When Gov. John Hickenlooper announced the TBD Colorado effort last year, he said he wanted Coloradans to "share their vision and priorities for our state."
Thousands of residents – including many of you – did just that by attending meetings across the state to identify important issues facing our state. The governor's goal was to spur conversation and gather opinions, and Coloradans delivered.
Today, we take the next step in the process. TBD Colorado wants to get your thoughts and opinions on education and transportation.
Economists gave state lawmakers good news about Colorado's economy and state revenues in their quarterly forecasts to the Joint Budget Committee today.
Colorado's economy is growing at a steady pace and is outperforming the U.S. economy. In fact, it was growing faster during the summer months than previously thought. The data used for the September forecast has been revised upward, showing stronger growth in jobs and income, according to Natalie Mullis, the Legislative Council Staff's chief economist.
Gov. John Hickenlooper presented his budget for 2012-13 today, and there was some good news, largely because of the slowly improving economy.
"Because of the hard work we did together in 2011 and 2012, the State's financial position is markedly improved," the governor said in a letter to the Joint Budget Committee. "Our plan reflects cautious optimism for Colorado's economy and a prudent, sustainable approach to managing the state's budget."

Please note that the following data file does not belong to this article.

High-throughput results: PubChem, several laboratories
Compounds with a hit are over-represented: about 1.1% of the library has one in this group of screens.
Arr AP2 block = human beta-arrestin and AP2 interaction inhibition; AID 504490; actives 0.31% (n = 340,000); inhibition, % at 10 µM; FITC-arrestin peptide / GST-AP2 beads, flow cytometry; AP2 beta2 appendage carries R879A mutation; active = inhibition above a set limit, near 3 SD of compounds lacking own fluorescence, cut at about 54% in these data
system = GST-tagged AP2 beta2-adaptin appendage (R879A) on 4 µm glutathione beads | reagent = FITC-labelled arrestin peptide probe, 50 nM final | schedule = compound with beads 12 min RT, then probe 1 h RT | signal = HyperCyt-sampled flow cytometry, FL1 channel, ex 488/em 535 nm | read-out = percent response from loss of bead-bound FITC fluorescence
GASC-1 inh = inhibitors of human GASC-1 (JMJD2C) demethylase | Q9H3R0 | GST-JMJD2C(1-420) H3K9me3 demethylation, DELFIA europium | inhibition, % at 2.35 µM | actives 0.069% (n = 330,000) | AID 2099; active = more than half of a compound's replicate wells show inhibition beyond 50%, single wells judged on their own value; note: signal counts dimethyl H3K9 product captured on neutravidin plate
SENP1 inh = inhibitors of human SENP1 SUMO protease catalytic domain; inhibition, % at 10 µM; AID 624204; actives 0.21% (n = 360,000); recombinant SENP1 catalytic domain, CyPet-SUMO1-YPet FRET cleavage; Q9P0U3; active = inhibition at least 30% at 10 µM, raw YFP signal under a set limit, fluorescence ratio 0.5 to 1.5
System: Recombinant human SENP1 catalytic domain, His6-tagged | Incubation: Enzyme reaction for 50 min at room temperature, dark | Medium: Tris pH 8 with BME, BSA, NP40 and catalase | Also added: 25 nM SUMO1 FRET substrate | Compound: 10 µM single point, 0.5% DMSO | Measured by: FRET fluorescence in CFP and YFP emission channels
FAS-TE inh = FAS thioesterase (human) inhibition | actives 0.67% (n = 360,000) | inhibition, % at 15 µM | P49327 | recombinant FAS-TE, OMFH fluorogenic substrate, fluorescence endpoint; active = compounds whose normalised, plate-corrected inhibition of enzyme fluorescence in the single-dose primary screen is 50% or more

Gov. John Hickenlooper joined with legislative leaders and members of the Joint Budget Committee on Monday, May 7, to sign the state budget for fiscal year 2012-13, praising lawmakers for having passed a budget with more support than it has received in 17 years.
Lawmakers received good news on the economic and budget fronts this morning.
State economists now estimate that the Colorado economy will continue to grow, albeit slowly, and generate enough revenue to maintain a balanced General Fund budget this year and next. This is a change from recent years, when the legislature and governor faced declining revenues and the need to make budget cuts.
State revenues are expected to be $116 million higher this fiscal year than projected in December, according to legislative economists. When coupled with cuts and actions already taken by the legislature to balance the budget this session, the state is projected to end the current fiscal year with a $447 million surplus. By law, these funds will be transferred to the State Education Fund.
Legislative economists expect revenues to be $99 million higher in fiscal year 2011-12, which will help to reduce the projected shortfall.
Gov. Bill Ritter presented his plan to balance the fiscal year 2009-10 budget today before a packed house at a meeting of the Joint Budget Committee. The overall plan totals $320 million and includes $261.2 million in cuts to the General Fund, $39.8 million in transfers from cash funds and $19 million in other revenues and reserve changes.
Commentary in Post says declining revenues will harm Colorado
On Sunday, The Denver Post published a commentary by Wade Buchanan, Chris Watney of the Colorado Children's Campaign and Carol Hedges of the Colorado Fiscal Policy Institute. We wanted to share it, in case you missed it.